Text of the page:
Superseding the 1993 Act, the 2013 Act goes beyond prohibitions on dry latrines, and outlaws all manual excrement cleaning of insanitary latrines, open drains, or pits. And, importantly, it recognizes a constitutional obligation to correct the historical injustice and indignity suffered by manual scavenging communities by providing alternate livelihoods and other assistance. However, women we spoke with who left manual scavenging, even those who had the support of community-based civil society initiatives, reported significant barriers to accessing housing, employment, and support from existing government programs aimed at their rehabilitation.
Notably, under the 2013 Act, rehabilitation provisions are left to be implemented under existing central and state government schemes—the same set of programs that, to date, have not succeeded in ending manual scavenging. India’s Supreme Court has ruled that the practice of manual scavenging violates international human rights law, including protections found in the Universal Declaration of Human Rights (UDHR), the International Convention on the Elimination of All Forms of Racial Discrimination (ICERD), and the Convention on the Elimination of All Forms of Discrimination against Women (CEDAW). India is also a party to other international conventions that reinforce obligations to end manual scavenging. In May 2014, Indians elected a new government.
During his campaign, Prime Minister Narendra Modi highlighted the importance of modernizing India’s sanitation system, saying that building toilets was more important than temples. While modernizing India’s sanitation is an important step in ending manual cleaning of excrement by some of India’s most marginalized communities, investment in sanitation alone is far from sufficient to end the social and economic exclusion faced by these communities. The government’s continued inability to provide individuals the support necessary to leave manual scavenging predictably will undermine the renewed government effort to promote modern sanitation. This is especially true if decisive steps are not taken against local officials who themselves employ people to work as manual scavengers, lessening the urgency of modernizing sanitation practices in their localities.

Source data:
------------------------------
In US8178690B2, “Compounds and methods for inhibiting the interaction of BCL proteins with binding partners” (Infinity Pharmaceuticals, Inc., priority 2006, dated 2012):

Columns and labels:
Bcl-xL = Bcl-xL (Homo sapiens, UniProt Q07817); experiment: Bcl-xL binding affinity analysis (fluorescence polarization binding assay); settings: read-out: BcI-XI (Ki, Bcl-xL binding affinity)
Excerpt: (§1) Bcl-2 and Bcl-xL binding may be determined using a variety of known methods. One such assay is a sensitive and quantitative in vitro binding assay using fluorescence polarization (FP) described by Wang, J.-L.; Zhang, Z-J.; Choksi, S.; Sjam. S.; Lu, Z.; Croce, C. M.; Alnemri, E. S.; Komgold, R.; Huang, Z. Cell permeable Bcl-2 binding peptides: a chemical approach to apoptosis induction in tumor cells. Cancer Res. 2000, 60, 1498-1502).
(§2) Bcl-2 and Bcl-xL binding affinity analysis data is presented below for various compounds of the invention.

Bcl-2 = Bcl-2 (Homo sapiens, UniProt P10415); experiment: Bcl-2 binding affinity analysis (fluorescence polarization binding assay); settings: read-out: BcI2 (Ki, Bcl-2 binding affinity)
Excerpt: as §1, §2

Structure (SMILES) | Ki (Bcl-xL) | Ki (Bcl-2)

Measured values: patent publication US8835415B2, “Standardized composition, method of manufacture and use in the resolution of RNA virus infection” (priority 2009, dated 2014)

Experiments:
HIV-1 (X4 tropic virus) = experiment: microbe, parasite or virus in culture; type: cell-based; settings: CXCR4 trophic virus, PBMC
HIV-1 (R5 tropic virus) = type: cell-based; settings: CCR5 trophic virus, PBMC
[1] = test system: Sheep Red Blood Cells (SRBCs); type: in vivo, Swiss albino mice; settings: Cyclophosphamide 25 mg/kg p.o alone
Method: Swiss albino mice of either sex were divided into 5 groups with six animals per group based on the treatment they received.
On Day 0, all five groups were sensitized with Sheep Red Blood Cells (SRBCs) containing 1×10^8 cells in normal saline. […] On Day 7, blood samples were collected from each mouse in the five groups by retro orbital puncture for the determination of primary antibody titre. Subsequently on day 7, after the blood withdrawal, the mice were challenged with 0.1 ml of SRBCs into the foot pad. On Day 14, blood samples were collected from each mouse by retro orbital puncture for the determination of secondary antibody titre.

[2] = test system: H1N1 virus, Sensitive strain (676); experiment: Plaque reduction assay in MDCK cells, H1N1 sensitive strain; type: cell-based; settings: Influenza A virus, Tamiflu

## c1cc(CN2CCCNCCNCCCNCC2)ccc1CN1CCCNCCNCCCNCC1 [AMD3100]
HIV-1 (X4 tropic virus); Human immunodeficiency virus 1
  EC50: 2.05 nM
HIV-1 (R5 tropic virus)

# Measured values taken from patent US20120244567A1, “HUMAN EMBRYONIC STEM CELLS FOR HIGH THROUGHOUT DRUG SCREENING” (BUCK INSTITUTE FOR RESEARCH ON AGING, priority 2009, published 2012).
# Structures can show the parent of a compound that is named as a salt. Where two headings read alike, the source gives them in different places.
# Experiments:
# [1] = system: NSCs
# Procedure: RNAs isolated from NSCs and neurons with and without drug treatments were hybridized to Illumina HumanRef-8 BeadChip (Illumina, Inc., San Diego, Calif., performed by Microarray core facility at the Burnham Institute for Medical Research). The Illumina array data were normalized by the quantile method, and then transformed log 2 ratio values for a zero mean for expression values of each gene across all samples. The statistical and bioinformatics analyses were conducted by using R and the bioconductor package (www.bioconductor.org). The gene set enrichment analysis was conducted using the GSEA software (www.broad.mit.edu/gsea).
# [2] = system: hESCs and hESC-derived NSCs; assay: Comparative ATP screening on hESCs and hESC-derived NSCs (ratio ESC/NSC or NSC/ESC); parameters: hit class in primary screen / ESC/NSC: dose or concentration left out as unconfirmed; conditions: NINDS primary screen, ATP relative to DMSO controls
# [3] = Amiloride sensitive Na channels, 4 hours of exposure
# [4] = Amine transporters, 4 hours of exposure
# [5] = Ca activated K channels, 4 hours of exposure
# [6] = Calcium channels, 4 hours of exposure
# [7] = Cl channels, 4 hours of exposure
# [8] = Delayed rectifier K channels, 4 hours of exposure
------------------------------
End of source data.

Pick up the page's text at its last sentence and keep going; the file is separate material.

As of July 2014, the Indian government has extended the time limit for ending manual scavenging at least eight times. To end manual scavenging practices, the government needs to not only modernize sanitation, but also take proactive measures to ensure that people who leave manual scavenging have prompt access to housing, employment, and essential services, and to hold local officials accountable for implementing all laws addressing manual scavenging and caste discrimination.
Key Recommendations to Indian Central and State Authorities:
- Identify all individuals currently engaged in manual scavenging and those who have engaged in the practice since it was outlawed under the 1993 Act (so the latter are entitled to benefits under the 2013 Act).
- Ensure that rehabilitation entitlements under the 2013 Act—including financial assistance, scholarships, housing, alternative livelihood support, and other important legal and programmatic assistance—are available to manual scavenging communities.
- Take immediate steps to ensure that officials effectively intervene to stop communities from being coerced to practice manual scavenging, including when members of such communities face threats and intimidation for attempting to leave manual scavenging. The steps should include holding officials accountable for properly enforcing relevant laws, including the 2013 Act and the Scheduled Castes and Scheduled Tribes (Prevention of Atrocities) Act, 1989.
- Strictly enforce the law against local government officials who themselves employ people to work as manual scavenging.
- Enact The Scheduled Castes and Scheduled Tribes (Prevention of Atrocities) Amendment Ordinance, 2014, No. 1 of 2014.